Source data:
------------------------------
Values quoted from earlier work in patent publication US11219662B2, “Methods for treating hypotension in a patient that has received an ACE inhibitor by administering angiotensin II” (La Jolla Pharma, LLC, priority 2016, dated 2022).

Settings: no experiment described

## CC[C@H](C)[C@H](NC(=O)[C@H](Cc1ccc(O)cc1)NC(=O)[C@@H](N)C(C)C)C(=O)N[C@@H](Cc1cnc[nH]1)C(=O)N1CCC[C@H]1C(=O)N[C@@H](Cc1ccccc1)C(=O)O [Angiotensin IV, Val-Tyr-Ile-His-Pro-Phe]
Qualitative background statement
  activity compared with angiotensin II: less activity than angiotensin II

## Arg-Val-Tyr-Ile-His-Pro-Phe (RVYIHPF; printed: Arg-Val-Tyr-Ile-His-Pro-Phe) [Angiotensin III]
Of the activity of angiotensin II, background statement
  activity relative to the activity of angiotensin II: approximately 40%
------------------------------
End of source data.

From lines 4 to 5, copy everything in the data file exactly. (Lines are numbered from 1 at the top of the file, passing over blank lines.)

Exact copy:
Qualitative background statement
  activity compared with angiotensin II: less activity than angiotensin II